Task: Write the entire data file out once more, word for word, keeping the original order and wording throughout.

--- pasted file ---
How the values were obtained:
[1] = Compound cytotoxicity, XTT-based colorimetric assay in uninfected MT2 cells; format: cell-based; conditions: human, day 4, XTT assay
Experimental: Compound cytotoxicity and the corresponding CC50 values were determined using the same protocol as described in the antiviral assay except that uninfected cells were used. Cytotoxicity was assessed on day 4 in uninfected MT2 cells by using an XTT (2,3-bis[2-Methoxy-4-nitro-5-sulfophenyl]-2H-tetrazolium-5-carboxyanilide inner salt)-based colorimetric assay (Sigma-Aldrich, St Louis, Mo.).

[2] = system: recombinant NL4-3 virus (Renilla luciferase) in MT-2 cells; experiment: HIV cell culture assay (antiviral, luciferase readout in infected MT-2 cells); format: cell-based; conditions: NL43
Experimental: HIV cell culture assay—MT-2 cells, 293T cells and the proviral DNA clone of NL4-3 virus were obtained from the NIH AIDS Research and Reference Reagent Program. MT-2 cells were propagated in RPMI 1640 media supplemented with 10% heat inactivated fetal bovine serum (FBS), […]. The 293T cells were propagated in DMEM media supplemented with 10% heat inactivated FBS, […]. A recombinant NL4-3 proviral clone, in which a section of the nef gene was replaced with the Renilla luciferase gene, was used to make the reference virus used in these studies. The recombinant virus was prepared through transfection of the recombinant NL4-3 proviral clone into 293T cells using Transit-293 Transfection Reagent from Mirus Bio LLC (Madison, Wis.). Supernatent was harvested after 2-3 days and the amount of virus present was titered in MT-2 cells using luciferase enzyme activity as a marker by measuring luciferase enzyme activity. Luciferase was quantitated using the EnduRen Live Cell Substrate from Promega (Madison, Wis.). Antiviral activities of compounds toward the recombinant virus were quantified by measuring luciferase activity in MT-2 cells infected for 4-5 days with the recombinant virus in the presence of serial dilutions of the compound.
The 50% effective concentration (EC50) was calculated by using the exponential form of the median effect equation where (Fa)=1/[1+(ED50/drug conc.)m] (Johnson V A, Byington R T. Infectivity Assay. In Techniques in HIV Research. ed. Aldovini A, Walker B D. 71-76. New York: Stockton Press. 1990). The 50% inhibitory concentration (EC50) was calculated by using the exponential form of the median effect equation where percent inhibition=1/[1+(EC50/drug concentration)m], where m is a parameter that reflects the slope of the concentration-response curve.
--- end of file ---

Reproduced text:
How the values were obtained:
[1] = Compound cytotoxicity, XTT-based colorimetric assay in uninfected MT2 cells; format: cell-based; conditions: human, day 4, XTT assay
Experimental: Compound cytotoxicity and the corresponding CC50 values were determined using the same protocol as described in the antiviral assay except that uninfected cells were used. Cytotoxicity was assessed on day 4 in uninfected MT2 cells by using an XTT (2,3-bis[2-Methoxy-4-nitro-5-sulfophenyl]-2H-tetrazolium-5-carboxyanilide inner salt)-based colorimetric assay (Sigma-Aldrich, St Louis, Mo.).

[2] = system: recombinant NL4-3 virus (Renilla luciferase) in MT-2 cells; experiment: HIV cell culture assay (antiviral, luciferase readout in infected MT-2 cells); format: cell-based; conditions: NL43
Experimental: HIV cell culture assay—MT-2 cells, 293T cells and the proviral DNA clone of NL4-3 virus were obtained from the NIH AIDS Research and Reference Reagent Program. MT-2 cells were propagated in RPMI 1640 media supplemented with 10% heat inactivated fetal bovine serum (FBS), […]. The 293T cells were propagated in DMEM media supplemented with 10% heat inactivated FBS, […]. A recombinant NL4-3 proviral clone, in which a section of the nef gene was replaced with the Renilla luciferase gene, was used to make the reference virus used in these studies. The recombinant virus was prepared through transfection of the recombinant NL4-3 proviral clone into 293T cells using Transit-293 Transfection Reagent from Mirus Bio LLC (Madison, Wis.). Supernatent was harvested after 2-3 days and the amount of virus present was titered in MT-2 cells using luciferase enzyme activity as a marker by measuring luciferase enzyme activity. Luciferase was quantitated using the EnduRen Live Cell Substrate from Promega (Madison, Wis.). Antiviral activities of compounds toward the recombinant virus were quantified by measuring luciferase activity in MT-2 cells infected for 4-5 days with the recombinant virus in the presence of serial dilutions of the compound.
The 50% effective concentration (EC50) was calculated by using the exponential form of the median effect equation where (Fa)=1/[1+(ED50/drug conc.)m] (Johnson V A, Byington R T. Infectivity Assay. In Techniques in HIV Research. ed. Aldovini A, Walker B D. 71-76. New York: Stockton Press. 1990). The 50% inhibitory concentration (EC50) was calculated by using the exponential form of the median effect equation where percent inhibition=1/[1+(EC50/drug concentration)m], where m is a parameter that reflects the slope of the concentration-response curve.